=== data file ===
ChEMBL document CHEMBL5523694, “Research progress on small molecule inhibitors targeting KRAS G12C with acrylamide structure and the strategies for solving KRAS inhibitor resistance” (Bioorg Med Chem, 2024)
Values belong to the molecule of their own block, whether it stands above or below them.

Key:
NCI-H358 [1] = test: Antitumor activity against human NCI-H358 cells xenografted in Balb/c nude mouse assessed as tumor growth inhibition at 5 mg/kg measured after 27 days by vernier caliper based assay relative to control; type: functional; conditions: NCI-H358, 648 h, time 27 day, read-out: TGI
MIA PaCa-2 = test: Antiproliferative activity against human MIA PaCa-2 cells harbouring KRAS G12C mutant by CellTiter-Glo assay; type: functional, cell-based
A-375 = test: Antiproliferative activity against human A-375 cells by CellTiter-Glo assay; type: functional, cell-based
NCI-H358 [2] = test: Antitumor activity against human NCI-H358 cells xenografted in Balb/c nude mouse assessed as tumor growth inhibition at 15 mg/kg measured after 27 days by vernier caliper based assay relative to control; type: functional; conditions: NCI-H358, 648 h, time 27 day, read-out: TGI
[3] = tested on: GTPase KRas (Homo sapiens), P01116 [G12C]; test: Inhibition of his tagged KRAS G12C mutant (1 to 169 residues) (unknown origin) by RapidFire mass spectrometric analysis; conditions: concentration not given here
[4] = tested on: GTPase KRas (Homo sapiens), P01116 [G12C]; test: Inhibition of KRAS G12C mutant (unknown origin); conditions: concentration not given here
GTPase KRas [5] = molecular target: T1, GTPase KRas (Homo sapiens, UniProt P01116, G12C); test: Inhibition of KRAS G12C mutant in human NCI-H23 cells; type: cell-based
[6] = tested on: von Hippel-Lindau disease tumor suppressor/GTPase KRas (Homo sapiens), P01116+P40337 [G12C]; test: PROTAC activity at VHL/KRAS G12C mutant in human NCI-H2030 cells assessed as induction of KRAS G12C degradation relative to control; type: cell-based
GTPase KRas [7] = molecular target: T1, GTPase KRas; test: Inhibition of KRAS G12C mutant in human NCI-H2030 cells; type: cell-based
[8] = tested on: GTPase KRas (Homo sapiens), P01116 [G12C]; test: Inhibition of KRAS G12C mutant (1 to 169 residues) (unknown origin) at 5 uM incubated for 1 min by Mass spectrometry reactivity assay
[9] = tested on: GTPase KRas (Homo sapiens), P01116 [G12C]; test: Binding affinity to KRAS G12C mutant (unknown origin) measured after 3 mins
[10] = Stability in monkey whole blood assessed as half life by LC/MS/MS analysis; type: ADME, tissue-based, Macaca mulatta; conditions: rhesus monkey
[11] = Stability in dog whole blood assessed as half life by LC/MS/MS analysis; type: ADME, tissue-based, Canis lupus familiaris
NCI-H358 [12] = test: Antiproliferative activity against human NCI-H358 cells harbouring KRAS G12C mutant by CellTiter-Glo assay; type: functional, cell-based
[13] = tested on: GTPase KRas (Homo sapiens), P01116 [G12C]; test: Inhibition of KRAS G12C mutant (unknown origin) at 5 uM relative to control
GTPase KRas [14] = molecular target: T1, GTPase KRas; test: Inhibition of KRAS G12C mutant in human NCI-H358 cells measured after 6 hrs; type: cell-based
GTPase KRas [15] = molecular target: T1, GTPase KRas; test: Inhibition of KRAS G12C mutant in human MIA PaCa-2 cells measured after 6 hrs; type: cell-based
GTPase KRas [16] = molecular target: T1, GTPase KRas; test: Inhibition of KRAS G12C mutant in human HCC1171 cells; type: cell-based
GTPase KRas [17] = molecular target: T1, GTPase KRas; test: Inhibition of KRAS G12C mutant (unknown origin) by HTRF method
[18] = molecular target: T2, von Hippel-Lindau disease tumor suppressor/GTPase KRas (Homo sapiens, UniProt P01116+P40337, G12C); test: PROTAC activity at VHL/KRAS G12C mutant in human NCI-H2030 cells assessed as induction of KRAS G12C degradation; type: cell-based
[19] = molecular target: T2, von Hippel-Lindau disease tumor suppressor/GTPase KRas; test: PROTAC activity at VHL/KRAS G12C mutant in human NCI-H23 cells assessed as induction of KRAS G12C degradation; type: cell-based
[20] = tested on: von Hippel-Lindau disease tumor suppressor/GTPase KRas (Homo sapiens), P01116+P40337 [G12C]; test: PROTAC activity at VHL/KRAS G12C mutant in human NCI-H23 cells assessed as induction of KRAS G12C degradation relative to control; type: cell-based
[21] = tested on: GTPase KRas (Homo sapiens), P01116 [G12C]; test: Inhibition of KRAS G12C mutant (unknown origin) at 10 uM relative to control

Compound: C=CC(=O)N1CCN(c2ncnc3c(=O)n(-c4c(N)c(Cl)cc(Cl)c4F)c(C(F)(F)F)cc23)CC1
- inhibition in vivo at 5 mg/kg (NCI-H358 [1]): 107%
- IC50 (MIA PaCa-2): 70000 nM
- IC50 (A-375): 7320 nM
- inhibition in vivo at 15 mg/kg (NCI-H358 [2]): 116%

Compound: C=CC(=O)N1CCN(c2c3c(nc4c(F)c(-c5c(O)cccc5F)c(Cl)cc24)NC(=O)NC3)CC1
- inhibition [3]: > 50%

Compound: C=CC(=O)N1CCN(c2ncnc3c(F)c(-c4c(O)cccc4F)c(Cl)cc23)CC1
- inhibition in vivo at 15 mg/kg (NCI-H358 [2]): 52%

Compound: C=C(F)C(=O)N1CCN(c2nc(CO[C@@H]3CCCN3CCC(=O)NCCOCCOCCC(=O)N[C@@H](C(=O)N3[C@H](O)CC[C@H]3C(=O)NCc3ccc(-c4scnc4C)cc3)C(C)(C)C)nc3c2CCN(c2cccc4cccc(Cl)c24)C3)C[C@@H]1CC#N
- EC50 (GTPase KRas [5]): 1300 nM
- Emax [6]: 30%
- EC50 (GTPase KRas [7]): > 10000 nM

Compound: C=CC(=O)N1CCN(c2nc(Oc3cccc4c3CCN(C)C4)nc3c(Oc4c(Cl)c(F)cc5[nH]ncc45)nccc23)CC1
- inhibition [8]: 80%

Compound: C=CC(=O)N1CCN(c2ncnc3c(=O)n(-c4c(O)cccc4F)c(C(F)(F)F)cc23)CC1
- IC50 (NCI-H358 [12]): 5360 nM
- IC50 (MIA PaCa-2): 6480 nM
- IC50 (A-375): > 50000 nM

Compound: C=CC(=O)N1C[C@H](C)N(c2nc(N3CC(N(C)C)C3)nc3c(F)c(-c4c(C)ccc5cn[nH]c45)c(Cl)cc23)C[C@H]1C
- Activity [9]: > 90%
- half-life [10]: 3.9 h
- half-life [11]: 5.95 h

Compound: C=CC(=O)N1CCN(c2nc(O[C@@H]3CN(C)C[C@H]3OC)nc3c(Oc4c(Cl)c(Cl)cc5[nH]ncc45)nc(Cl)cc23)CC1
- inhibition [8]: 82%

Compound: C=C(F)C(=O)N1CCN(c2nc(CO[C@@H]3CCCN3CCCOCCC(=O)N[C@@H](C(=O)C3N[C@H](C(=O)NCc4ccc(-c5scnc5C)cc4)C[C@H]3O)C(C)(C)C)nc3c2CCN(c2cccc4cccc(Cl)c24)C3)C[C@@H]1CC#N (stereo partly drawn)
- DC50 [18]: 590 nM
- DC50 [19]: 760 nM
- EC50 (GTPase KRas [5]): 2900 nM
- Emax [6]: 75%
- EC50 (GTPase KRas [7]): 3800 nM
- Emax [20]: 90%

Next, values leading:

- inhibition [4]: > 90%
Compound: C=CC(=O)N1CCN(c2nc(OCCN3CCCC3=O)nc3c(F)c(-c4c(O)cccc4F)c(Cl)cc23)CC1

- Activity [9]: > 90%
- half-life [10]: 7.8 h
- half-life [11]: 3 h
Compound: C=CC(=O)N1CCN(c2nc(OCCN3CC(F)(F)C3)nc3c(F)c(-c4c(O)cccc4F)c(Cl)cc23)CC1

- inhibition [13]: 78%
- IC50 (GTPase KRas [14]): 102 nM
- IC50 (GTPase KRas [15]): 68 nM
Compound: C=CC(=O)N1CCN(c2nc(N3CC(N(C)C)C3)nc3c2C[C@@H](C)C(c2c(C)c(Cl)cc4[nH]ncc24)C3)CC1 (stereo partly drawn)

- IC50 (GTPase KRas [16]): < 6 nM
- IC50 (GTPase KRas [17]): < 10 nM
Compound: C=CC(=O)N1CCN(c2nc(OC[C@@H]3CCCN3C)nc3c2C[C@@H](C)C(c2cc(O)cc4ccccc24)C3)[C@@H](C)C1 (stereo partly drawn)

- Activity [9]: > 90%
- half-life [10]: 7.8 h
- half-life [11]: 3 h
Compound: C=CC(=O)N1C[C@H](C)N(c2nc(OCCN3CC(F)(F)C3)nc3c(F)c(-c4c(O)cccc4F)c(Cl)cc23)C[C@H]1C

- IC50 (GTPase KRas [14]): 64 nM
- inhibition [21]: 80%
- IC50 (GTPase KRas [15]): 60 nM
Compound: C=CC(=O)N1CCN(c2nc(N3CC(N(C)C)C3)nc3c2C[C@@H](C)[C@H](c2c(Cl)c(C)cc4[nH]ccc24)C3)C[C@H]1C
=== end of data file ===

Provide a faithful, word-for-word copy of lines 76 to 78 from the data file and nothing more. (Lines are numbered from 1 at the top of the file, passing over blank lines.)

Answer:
Compound: C=CC(=O)N1C[C@H](C)N(c2nc(OCCN3CC(F)(F)C3)nc3c(F)c(-c4c(O)cccc4F)c(Cl)cc23)C[C@H]1C

- IC50 (GTPase KRas [14]): 64 nM
- inhibition [21]: 80%